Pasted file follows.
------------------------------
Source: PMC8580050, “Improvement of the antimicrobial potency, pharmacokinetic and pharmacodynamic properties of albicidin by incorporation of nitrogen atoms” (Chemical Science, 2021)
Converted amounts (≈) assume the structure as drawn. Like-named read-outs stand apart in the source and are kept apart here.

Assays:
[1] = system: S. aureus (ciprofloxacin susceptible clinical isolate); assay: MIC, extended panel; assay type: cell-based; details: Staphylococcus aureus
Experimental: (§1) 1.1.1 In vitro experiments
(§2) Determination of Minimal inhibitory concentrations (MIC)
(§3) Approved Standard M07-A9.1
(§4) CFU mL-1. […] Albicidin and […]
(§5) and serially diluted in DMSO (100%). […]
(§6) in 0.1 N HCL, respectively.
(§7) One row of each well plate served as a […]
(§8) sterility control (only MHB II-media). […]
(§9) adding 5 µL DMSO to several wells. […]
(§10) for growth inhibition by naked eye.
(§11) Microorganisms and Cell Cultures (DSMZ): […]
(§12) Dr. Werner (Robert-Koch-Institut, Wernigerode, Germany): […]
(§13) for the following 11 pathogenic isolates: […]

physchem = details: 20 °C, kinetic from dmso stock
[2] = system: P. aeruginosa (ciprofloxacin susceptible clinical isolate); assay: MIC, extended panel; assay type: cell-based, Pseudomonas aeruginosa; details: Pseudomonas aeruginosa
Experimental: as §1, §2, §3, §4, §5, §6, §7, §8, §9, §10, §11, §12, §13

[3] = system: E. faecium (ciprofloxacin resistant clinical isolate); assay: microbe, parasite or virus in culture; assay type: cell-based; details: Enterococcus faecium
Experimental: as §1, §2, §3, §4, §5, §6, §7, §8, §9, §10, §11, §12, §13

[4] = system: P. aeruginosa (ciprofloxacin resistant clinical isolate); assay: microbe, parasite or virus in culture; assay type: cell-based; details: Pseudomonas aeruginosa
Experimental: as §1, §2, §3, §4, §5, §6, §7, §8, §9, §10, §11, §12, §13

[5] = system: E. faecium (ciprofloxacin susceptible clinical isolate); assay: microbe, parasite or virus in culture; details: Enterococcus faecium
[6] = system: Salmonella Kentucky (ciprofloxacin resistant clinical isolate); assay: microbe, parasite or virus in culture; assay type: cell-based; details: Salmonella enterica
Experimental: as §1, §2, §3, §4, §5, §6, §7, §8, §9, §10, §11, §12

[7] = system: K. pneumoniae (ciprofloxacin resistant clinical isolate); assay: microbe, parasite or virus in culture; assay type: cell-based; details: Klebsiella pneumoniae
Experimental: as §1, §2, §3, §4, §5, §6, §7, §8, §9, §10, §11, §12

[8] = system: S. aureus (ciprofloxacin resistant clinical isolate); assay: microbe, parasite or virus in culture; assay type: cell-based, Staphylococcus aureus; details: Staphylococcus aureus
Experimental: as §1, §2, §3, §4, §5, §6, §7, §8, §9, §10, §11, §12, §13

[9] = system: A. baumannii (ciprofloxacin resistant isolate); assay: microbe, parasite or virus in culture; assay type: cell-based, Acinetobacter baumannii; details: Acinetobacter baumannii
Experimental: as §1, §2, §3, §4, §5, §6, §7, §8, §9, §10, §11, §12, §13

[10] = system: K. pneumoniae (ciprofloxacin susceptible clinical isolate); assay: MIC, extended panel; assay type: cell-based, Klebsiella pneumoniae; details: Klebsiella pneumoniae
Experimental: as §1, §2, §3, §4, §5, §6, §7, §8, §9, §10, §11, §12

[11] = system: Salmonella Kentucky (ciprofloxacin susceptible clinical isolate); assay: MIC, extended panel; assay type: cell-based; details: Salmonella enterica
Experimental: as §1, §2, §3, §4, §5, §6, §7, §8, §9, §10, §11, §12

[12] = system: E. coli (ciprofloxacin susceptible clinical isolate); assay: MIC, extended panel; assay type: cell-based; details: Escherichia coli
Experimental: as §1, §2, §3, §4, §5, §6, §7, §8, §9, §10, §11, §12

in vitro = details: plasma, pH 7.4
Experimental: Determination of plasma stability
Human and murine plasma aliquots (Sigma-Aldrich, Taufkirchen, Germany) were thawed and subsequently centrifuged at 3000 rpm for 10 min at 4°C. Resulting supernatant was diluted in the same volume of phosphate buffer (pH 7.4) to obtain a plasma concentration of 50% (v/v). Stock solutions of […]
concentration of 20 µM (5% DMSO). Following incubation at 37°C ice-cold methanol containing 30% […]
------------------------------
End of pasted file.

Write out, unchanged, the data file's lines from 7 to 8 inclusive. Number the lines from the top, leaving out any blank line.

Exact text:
(§3) Approved Standard M07-A9.1
(§4) CFU mL-1. […] Albicidin and […]